If you walk into any bookstore, I guarantee you’ll see her. The forgotten woman. She might not be obvious, she might not be standing at the door waiting for you, but she’s there. She’s in the pages of those books that talk about women from history, their lives and their inspiring ways. Perhaps she’s even made the front cover.
(I kid. She hasn’t.)
But she is there, I promise. The forgotten woman. The woman who changed the world with a blink of her eye is being remembered, reclaimed, and rediscovered by a new generation of readers. She’s a bygone broad, a rebel girl, a forgotten feminist hero.
And I don’t have a problem with that. Not in the slightest. I want these women and their stories told. I want them heard. I want them shouted from the rooftops.
My problem is the idea of these women being forgotten in the first place.
Because they weren’t.
They just weren’t ever allowed to be remembered.
These are women who existed at times that weren’t able to deal with who they were and what they could do. Much of that centres on a patriarchal framing of history; a story being told by those who couldn’t cope with power being wielded by somebody who was not in the club.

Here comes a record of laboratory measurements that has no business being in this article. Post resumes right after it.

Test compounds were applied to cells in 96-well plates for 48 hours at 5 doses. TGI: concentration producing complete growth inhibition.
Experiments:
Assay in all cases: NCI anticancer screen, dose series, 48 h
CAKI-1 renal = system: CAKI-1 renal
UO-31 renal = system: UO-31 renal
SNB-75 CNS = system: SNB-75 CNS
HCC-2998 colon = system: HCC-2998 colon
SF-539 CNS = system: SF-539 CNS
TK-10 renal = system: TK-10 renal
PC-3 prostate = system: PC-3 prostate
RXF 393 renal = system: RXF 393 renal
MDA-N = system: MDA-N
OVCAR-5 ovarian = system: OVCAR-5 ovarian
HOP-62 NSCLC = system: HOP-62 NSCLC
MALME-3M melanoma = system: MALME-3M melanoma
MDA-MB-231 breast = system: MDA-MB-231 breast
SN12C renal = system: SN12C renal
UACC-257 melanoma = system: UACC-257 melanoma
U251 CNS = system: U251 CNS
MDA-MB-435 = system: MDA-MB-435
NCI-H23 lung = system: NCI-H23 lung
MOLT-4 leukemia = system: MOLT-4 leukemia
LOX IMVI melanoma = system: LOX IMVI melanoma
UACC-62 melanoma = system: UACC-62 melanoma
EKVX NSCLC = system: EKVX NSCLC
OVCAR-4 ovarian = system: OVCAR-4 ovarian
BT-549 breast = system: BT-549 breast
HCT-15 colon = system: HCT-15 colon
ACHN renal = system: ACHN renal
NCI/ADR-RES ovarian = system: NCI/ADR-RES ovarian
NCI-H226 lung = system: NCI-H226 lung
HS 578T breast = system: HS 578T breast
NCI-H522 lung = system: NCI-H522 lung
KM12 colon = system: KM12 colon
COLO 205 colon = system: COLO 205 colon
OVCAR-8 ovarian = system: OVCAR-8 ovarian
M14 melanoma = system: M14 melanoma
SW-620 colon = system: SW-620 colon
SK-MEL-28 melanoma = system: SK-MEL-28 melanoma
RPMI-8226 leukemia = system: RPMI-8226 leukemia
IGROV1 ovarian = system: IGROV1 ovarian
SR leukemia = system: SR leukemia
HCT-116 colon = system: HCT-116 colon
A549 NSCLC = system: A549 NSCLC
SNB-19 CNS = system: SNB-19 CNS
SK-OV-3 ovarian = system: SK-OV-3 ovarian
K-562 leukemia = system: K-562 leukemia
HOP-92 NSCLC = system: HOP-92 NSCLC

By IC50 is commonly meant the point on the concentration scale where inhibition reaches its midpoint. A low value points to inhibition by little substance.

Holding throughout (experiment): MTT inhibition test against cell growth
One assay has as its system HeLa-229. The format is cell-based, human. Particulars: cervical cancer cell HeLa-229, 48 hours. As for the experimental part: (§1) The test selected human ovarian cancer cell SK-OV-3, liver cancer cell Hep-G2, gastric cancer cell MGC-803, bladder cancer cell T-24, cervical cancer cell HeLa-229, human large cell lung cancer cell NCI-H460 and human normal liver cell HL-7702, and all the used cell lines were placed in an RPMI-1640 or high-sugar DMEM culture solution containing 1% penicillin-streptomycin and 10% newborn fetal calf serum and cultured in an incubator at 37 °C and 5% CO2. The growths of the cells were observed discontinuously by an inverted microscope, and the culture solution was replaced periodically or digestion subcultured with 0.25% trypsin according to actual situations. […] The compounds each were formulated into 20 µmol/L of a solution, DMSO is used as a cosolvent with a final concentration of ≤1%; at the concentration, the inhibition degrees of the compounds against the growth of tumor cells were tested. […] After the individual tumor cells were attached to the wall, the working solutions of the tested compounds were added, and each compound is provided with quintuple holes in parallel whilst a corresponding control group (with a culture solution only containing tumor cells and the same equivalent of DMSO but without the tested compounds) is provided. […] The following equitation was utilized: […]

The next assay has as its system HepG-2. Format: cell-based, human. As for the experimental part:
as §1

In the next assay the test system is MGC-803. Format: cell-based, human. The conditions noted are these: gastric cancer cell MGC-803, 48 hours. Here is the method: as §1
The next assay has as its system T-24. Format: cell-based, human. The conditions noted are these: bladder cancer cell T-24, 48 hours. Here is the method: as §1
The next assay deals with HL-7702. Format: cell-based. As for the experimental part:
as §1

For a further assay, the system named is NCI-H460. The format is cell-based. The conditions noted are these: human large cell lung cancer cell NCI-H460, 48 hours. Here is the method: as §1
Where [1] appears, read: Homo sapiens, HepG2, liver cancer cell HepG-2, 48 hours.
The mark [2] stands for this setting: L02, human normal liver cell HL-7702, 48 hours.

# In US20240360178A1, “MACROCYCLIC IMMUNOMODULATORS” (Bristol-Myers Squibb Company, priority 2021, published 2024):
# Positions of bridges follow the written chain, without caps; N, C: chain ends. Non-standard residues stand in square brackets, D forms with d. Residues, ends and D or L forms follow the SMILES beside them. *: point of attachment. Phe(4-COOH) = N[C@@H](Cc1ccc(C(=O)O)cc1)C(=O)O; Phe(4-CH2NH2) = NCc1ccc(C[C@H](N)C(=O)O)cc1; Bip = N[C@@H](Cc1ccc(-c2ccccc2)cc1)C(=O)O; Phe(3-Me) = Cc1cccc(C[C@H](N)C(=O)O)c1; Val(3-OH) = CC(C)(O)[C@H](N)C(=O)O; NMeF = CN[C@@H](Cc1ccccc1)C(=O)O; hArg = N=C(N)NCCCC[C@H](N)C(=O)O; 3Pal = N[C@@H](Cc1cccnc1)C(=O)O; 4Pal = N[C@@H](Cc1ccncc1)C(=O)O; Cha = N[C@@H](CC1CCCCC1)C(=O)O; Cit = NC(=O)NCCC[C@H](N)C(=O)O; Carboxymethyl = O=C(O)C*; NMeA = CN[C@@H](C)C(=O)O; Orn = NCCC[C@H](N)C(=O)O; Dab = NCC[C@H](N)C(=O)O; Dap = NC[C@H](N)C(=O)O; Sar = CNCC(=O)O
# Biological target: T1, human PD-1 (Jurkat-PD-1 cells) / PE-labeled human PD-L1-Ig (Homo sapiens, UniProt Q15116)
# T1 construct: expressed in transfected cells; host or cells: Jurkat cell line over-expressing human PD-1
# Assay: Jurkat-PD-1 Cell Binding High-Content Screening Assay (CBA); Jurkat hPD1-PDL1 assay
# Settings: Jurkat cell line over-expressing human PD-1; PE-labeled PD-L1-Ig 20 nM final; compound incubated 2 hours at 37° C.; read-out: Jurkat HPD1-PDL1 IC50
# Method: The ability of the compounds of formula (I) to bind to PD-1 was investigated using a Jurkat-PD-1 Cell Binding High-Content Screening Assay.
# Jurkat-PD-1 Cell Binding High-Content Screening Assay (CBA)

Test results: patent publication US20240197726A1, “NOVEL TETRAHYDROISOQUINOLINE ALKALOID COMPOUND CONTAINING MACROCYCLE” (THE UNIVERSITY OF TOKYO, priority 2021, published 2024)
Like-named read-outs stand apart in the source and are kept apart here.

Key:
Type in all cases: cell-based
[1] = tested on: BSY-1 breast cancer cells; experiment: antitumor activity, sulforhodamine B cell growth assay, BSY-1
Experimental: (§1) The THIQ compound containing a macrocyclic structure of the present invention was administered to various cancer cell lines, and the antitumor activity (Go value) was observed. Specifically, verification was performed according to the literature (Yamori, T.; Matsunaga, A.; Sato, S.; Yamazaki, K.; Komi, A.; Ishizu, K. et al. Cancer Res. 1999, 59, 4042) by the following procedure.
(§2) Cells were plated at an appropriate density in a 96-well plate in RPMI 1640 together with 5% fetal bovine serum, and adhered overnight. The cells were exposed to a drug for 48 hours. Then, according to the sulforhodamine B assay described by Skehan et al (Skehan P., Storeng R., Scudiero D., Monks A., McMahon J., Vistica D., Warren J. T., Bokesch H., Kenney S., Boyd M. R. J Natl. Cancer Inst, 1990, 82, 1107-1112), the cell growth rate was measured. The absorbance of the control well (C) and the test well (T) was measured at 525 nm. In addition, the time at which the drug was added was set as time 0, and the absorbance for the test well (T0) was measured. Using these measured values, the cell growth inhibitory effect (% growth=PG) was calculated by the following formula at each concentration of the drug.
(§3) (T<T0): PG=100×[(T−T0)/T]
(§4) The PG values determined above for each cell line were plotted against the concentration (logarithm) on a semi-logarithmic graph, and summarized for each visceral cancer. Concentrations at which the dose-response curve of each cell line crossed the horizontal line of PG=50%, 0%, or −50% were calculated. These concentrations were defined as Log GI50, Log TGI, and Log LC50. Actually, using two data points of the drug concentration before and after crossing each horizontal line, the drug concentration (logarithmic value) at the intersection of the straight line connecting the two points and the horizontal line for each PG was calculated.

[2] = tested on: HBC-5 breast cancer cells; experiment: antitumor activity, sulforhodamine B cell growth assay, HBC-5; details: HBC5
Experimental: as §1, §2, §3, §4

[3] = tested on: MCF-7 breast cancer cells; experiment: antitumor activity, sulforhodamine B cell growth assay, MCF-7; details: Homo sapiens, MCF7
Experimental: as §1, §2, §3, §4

One of my favourite authors, Angela Brazil, is often referred to as being forgotten. This is despite her still having a fierce fan culture (people have written plays about her), a substantial amount of her books being available via Project Gutenberg, and the simple fact that her books sold over three million copies during her lifetime. Were I challenged, I could happily argue for a direct connection between her work and Harry Potter. (Challenge me, please, I’m fun at parties).
Even though a vast amount of people won’t know who Angela Brazil is, a lot of people do. She has not been forgotten. Not in the slightest. She is not reclaimed, nor repurposed, nor retold. She is remembered.
And it’s that shift I want to see in publishing.
Women deserve to be remembered. Shouted about. Talked about. Writing about them as forgotten figures of history perpetuates their absence. We forgot them. They weren’t good enough to be remembered. You weren’t remarkable enough to make the grade. In a way, it’s all their fault.
Except, it’s not.
So put aside the forgotten woman; write her in wild, 15-page biographies instead of a neat little one page summary. Place her on the front of her book, a photo of her staring down the world that didn’t let her in. Put her back in the centre of her story, and stop pulling her out of it.